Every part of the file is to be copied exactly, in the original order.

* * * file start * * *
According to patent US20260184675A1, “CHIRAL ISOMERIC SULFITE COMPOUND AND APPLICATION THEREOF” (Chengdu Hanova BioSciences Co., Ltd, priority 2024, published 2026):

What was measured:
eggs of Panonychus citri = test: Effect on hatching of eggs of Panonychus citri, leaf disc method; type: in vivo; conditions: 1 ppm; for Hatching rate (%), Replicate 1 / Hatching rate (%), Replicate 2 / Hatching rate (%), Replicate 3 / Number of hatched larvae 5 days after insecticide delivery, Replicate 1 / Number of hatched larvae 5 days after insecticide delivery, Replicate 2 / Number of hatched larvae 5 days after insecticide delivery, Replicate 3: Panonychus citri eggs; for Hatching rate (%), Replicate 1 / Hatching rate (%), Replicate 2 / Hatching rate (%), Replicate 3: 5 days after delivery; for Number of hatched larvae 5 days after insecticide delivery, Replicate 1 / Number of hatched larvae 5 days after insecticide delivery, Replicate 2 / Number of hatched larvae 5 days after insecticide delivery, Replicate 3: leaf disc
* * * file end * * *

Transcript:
According to patent US20260184675A1, “CHIRAL ISOMERIC SULFITE COMPOUND AND APPLICATION THEREOF” (Chengdu Hanova BioSciences Co., Ltd, priority 2024, published 2026):

What was measured:
eggs of Panonychus citri = test: Effect on hatching of eggs of Panonychus citri, leaf disc method; type: in vivo; conditions: 1 ppm; for Hatching rate (%), Replicate 1 / Hatching rate (%), Replicate 2 / Hatching rate (%), Replicate 3 / Number of hatched larvae 5 days after insecticide delivery, Replicate 1 / Number of hatched larvae 5 days after insecticide delivery, Replicate 2 / Number of hatched larvae 5 days after insecticide delivery, Replicate 3: Panonychus citri eggs; for Hatching rate (%), Replicate 1 / Hatching rate (%), Replicate 2 / Hatching rate (%), Replicate 3: 5 days after delivery; for Number of hatched larvae 5 days after insecticide delivery, Replicate 1 / Number of hatched larvae 5 days after insecticide delivery, Replicate 2 / Number of hatched larvae 5 days after insecticide delivery, Replicate 3: leaf disc